Sunday 30 January 2011

Math Trivia for the Super Bowl

Here is one to bring out and impress your friends during the Super Bowl commercials.....
Ole Romer is mostly remembered (by those who remember at all) for being the guy who first measured the speed of light. He cleverly used Cassini's observation that the moons of Jupiter seemed to have an irregular pattern and decide to measure the eclipse of Io as the earth approached and receded from Jupiter. The difference led him to the first calculation of the speed of light; "light seems to take about ten to eleven minutes [to cross] a distance equal to the half-diameter of the terrestrial orbit".
He was a man of many interests, and among other things was responsible for the first street lights in Copenhagen and the idea of a Meridian Circle. And while working on the design of gears, he came upon the idea of a shape called the Astroid (star like). Because it can be formed by a point moving on a circle rolling around another circle it is also called a hypocycloid. Steeler's fans will recognize it from the helmet decal. If you are old enough, you may remember drawing these with the Spirograph set you got for Christmas.

The formula for the astroid is x2/3+y2/3=a^2/3. The actual length of the curve is 6a. In a unit circle, this makes the length of the astroid exactly the same as the perimeter of an inscribed hexagon. The area inside the astroid is 3/8 of the circle area.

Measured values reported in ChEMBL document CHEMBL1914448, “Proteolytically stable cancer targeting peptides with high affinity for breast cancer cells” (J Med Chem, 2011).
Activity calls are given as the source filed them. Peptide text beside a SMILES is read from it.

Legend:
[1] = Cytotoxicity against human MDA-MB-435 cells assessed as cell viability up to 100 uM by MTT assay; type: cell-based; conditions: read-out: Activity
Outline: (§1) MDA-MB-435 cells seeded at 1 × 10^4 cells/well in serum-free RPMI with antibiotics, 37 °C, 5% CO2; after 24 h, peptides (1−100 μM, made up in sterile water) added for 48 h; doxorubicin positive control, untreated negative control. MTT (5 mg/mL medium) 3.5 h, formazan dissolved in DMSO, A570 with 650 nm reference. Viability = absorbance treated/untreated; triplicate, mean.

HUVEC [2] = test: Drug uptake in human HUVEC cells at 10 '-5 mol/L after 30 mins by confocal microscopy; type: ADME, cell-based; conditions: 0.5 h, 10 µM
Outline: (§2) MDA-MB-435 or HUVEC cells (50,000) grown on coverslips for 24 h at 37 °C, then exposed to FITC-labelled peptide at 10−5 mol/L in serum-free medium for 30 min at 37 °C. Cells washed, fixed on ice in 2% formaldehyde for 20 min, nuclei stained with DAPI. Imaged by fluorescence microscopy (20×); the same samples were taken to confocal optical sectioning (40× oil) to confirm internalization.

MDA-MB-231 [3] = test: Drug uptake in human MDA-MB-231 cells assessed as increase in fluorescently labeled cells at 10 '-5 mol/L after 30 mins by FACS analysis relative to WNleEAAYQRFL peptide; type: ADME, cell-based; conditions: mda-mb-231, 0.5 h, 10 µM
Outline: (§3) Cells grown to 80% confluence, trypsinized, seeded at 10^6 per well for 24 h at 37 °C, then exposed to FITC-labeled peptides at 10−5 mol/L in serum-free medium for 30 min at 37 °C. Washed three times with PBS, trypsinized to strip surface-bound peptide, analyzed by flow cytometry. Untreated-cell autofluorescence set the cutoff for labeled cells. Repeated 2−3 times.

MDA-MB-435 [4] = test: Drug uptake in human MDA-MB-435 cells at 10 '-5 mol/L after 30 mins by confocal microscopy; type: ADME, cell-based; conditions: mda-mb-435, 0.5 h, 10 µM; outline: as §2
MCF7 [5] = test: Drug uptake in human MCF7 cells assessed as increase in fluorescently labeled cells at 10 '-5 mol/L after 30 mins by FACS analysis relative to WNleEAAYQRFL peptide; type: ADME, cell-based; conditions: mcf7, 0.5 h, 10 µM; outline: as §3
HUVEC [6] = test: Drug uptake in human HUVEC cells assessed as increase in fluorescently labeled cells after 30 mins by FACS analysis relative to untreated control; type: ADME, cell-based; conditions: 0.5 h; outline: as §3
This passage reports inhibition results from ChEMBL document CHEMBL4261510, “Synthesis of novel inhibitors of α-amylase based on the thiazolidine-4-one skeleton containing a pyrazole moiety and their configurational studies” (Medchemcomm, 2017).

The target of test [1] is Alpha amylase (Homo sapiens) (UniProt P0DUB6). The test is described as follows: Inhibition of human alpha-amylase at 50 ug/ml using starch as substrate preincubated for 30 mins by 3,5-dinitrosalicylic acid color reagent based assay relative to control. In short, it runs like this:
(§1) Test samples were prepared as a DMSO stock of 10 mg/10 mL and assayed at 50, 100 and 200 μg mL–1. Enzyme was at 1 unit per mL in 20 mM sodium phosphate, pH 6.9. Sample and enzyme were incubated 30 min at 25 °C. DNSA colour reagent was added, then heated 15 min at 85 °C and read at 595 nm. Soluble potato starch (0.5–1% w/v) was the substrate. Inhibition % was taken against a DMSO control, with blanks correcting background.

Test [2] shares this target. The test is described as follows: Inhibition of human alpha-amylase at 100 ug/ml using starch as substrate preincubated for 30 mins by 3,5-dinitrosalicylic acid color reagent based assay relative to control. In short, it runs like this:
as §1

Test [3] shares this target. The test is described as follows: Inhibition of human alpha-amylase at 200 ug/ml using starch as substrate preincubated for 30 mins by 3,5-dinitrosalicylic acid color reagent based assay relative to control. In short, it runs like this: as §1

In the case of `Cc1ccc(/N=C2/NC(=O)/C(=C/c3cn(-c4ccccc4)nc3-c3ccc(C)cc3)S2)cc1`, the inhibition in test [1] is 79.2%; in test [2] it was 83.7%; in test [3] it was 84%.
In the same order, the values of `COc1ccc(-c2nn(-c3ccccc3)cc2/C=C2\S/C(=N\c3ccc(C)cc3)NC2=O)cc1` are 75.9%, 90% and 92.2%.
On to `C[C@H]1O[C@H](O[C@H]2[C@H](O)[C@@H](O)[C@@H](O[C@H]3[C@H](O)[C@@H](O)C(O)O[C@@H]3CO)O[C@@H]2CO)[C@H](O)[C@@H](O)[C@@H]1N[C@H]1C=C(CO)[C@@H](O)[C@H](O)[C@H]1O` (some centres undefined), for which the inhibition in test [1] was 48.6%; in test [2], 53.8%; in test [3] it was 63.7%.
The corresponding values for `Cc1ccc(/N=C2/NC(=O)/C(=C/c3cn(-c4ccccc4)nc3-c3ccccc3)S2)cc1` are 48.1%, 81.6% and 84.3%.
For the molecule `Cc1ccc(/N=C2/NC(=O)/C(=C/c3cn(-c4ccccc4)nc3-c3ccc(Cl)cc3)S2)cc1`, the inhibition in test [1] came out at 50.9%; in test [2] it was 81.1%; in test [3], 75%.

The astroid is interesting because if you draw any tangent to the curve and extend it so it cuts both the x and y axis, the length of the tangent segments will all be the same.

And perhaps as it should be, there is an asteroid in space, named for Ole Romer who first came up with the astroid shape. And the difference in spelling??? That's just how it's done. Who can explain spelling? It's not like it's math or something that makes sense.


Steven Colyer said...
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Steven Colyer said...

MM-m, spirograph. Many an 8-1/2" x 11" sheet of paper (and colored ink pens) were sacrificed to the great god Spiro back in my/our day, remember? Well of course you remember or you wouldn't have raised the subject. As an extra bonus, it kept the kids (us) occupied and off the streets where trouble (and excitement) lay.

Hard to tell I watched "Nowhere Boy" last night, hmm? Lot's of street action in that movie. Mostly it reminded me of "Little Rascals" long past, that in an age without the internet and other technology, kids found ways to put on shows, to ... start something. What else was there to do? Our culture has always been a bit tough on "the lads." That's changing.

Back to astroids. It's a neat way of turning linear motion into circular motion and vice versa, as every internal-combustion piston and rods camshaft will agree. Pretty neat that from such a simple and circular motion a quantic world can emerge.

Thanks, Pat. I had no idea Romer was involved, but now I do.

I still want the Steelers to lose. Too much of a cheese-head Packer fan, I guess.